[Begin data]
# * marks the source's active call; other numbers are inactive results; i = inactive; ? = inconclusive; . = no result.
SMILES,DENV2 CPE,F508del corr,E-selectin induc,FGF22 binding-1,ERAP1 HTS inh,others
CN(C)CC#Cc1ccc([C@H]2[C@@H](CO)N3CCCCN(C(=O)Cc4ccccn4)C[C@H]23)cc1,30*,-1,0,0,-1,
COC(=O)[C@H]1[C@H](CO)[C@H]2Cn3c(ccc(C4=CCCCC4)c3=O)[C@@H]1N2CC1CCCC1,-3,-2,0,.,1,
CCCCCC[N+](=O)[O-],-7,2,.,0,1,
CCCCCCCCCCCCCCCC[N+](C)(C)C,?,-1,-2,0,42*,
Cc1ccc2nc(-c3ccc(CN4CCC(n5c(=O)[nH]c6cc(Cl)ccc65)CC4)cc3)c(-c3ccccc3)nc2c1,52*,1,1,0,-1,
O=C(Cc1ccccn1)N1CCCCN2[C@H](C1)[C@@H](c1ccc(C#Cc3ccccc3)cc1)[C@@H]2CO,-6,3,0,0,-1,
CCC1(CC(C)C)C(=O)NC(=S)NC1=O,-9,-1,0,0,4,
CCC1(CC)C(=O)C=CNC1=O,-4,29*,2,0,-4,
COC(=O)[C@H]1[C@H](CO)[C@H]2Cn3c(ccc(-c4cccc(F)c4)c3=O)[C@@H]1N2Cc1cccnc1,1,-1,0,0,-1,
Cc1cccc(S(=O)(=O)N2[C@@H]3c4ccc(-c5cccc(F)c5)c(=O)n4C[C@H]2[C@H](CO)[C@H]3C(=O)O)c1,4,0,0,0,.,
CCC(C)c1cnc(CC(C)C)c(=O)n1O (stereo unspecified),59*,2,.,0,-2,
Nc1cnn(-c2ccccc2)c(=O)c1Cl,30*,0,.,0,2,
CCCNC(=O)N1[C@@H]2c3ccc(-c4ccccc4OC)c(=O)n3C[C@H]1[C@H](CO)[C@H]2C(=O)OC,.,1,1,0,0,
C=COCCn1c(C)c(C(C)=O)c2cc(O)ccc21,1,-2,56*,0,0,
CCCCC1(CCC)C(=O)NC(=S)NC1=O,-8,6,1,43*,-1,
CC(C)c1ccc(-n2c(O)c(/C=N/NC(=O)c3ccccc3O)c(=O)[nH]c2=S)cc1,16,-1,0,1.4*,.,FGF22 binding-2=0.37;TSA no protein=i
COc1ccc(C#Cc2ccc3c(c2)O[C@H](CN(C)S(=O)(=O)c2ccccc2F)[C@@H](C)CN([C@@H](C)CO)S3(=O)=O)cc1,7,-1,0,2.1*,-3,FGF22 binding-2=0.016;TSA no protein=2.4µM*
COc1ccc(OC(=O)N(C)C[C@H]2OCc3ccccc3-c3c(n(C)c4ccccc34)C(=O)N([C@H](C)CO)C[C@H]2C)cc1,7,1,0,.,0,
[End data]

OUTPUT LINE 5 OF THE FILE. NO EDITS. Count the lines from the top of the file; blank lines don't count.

CCCCCC[N+](=O)[O-],-7,2,.,0,1,